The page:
Sulphur-crested Cockatoos breeding at Sentosa?

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The Sulphur-crested Cockatoo, an escapee in Singapore, is native to South-Eastern Australia and New Guinea. It is larger than the Yellow-crested Cockatoo, an introduced species from the Lesser Sundas.

The Sulphur-crested Cockatoo, Cacutua galerita, was first recorded in Sentosa on 4 November 1987. It has now become a fairly common escapee with an established population on the island. They have been seen across from Sentosa at Mount Faber, as far as Loyang and inland at Bukit Batok.  They are often seen in the company of the Tanimbar Corella, C. goffiniana and the Yellow-crested Cockatoo, C. sulphurea. 

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The many large old trees at Sentosa like this Heritage Angsana (left) and Ficuses, make ideal roosting and nesting holes for these gregarious birds. I went over in May 2015 to check on a family of cockatoos that was seen roosting inside a tree cavity when a main branch broke off most probably during a thunder storm. I wanted to see if they are breeding there. A pair of Oriental Pied Hornbills, Anthracoceros albirostris came by to check if there are any more cavities for them to nest. I suppose they will try to take over the cavity from the Cockatoos if it is suitable.

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Taking advantage of a cavity to roost when the branch broke off during a rain storm.

When I arrived I found one cockatoo perched outside the cavity. It looked and behaved like a young adult. It just stayed around the entrance, moving in and out of the cavity. It did not mind my close presence at all. If it had just fledged, then I must have missed documenting its breeding. So far we do not have any records of this species breeding, but judging from the number of these cockatoos in Sentosa, they must be reproducing here.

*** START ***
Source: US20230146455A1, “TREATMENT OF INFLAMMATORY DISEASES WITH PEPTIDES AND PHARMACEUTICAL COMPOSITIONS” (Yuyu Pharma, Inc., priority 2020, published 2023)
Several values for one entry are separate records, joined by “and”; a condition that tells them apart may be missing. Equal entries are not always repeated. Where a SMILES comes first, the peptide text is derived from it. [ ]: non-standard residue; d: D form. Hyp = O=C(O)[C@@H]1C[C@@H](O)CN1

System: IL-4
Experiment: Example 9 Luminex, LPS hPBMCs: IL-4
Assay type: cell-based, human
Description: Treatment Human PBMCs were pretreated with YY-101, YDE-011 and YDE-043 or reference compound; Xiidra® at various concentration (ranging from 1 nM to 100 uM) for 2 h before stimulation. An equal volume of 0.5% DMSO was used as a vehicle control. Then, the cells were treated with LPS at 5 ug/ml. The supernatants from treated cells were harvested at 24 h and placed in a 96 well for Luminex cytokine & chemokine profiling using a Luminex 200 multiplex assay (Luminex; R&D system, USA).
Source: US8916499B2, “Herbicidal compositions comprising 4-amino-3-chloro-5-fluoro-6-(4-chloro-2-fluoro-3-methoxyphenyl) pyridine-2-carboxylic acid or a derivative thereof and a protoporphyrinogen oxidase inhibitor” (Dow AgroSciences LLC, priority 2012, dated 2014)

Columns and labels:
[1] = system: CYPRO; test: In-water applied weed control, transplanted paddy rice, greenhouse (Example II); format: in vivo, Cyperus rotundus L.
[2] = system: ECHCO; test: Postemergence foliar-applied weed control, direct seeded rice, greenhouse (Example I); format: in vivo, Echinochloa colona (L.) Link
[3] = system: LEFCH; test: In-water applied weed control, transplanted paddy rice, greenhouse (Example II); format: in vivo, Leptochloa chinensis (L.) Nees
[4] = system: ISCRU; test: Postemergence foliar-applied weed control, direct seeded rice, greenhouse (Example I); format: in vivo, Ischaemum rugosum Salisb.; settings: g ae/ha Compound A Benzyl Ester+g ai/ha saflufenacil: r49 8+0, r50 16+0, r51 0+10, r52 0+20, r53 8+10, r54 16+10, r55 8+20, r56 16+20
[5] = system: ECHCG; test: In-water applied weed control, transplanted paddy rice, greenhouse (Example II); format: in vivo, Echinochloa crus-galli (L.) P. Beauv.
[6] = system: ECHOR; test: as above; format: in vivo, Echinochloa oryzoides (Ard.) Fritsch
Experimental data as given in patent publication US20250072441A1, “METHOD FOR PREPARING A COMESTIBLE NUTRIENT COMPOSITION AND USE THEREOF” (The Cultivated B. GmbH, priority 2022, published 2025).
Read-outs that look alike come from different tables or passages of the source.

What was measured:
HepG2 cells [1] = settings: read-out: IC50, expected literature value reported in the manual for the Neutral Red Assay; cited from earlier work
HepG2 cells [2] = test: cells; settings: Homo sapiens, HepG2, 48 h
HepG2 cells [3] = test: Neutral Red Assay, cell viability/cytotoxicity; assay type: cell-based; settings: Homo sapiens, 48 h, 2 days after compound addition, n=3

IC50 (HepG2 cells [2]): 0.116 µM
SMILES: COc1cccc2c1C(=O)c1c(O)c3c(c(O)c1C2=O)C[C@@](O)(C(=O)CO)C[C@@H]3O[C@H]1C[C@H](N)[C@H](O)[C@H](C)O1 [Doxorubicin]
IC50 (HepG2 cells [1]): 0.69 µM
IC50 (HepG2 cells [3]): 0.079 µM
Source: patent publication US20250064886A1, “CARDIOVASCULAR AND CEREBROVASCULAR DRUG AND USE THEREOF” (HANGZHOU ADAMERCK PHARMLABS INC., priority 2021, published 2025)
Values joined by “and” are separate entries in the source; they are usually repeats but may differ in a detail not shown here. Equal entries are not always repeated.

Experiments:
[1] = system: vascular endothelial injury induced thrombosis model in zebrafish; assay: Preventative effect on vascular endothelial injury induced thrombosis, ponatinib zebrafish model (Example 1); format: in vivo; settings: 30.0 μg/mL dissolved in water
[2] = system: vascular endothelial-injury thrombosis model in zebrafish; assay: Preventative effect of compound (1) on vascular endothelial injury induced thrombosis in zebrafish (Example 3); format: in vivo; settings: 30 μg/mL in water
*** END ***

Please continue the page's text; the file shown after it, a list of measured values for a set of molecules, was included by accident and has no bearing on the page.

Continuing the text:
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Part of the family of four roosting inside this tree hole. Can you pick out the young adult?

After a while a pair of Cockatoos flew in, started screaming and then preening each other. I can only assume that this family group is sharing the same cavity. The younger bird did at one time flew off with the others to a nearby tree but returned shortly and hang around the cavity. They also had a habit of chewing off young branches of the Angsana and let it dropped down to the ground. I have no idea why they do that. I had seen this behavior at Dempsey Hill when an adult chewed on a Pong Pong fruit and letting the pulp and fruit dropped away.

If these cockatoos are confined to Sentosa within a small population, their presence and that of the Peacocks and Hornbills will at the very least give visitors an introduction to nature in Sentosa.

Reference: The Avifauna of Singapore. Lim Kim Seng, 2009. 

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